American Needle asks if “the [anticompetitive] agreement joins together independent centers of decisionmaking” between the defendant entities. 560 U.S. at 196 (internal quotation marks omitted). Defendant hospitals were independent centers of decisionmaking before forming Premier as their joint operating company, but the question here is whether that independence survived the creation of the joint venture; whether, when acting through Premier, defendants are “pursuing the common interests of the whole,” or whether each defendant has a remaining, independent economic interest, such that it could be “pursuing the interests of [the] corporation itself,” even in the course of taking joint action. Id. at 197 (internal quotation marks omitted). What matters then is whether defendants remain in competition with each other, not whether they intend to ward off competition with a third party. The Supreme Court's reasoning makes this point plain:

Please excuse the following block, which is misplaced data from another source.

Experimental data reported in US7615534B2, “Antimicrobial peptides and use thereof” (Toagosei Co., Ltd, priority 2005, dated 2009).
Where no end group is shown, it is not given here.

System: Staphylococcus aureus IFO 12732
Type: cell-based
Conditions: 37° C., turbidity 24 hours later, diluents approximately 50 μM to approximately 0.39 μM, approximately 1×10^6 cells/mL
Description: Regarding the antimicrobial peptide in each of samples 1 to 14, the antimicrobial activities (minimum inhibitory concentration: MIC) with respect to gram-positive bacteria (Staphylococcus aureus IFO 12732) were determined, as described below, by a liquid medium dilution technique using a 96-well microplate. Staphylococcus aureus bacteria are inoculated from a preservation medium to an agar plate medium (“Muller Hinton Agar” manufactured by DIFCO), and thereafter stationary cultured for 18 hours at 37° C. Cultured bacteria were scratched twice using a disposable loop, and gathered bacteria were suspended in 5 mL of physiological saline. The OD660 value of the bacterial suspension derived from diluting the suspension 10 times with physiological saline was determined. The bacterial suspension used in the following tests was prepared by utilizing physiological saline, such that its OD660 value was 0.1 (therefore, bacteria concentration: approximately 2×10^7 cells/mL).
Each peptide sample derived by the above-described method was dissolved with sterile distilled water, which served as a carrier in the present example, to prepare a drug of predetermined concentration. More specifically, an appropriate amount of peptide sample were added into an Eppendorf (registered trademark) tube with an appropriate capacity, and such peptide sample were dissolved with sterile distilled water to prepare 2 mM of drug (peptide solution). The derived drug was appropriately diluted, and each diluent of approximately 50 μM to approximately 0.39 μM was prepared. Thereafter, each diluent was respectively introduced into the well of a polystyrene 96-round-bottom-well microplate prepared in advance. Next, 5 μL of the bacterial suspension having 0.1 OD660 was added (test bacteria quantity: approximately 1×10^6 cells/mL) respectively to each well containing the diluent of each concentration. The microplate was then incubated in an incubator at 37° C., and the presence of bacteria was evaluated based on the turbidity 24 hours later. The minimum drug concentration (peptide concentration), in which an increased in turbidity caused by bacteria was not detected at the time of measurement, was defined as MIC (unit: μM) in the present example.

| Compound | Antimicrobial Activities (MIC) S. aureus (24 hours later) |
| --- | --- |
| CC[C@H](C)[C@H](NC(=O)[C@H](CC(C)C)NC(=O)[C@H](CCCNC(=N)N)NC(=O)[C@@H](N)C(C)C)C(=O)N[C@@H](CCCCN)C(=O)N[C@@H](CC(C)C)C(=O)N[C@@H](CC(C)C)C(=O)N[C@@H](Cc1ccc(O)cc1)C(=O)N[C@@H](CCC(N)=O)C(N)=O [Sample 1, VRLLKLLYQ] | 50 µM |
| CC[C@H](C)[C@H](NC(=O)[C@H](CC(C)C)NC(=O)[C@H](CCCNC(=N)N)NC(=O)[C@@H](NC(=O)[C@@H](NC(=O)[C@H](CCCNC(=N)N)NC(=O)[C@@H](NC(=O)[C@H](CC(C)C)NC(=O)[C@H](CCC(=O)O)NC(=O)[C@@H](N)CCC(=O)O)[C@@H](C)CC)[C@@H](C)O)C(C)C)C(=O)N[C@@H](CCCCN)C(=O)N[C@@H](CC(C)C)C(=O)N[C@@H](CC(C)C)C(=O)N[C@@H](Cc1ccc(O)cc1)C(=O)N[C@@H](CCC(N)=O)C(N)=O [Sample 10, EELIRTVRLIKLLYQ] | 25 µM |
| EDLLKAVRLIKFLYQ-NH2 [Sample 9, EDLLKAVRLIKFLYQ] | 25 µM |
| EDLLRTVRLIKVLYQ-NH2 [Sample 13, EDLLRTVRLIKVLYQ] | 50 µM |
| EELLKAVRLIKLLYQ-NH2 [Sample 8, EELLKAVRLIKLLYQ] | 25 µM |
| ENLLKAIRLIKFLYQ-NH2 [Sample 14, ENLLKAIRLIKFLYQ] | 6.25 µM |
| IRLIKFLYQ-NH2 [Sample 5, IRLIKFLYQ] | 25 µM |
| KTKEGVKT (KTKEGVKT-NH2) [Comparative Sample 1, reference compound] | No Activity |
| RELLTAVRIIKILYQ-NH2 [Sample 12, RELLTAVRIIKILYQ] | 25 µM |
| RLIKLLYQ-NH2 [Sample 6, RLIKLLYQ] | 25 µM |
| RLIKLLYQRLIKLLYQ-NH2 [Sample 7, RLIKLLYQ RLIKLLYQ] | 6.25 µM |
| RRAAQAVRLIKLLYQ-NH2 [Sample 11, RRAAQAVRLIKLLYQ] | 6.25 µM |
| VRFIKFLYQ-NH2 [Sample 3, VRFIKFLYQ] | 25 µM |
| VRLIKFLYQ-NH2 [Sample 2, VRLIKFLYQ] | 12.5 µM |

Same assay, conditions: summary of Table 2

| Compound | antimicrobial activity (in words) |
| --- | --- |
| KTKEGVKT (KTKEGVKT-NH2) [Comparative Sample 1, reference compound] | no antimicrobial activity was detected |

Agreements made within a firm can constitute concerted action covered by § 1 when the parties to the agreement act on interests separate from those of the firm itself․

For that reason, decisions by the NFLP regarding the teams' separately owned intellectual property constitute concerted action. Thirty-two teams operating independently through the vehicle of the NFLP are not like components of a single firm that act to maximize the firm's profits. The teams remain separately controlled, potential competitors with economic interests that are distinct from NFLP's financial well-being. Unlike typical decisions by corporate shareholders, NFLP licensing decisions effectively require the assent of more than a mere majority of shareholders. And each team's decision reflects not only an interest in NFLP's profits but also an interest in the team's individual profits.

Id. at 200–01 (citations and footnotes omitted). Defendants' wish to avoid competing with plaintiff tells us nothing about whether defendant hospitals are themselves “potential competitors with economic interests that are distinct from [Premier's] financial well-being” as a whole.

III.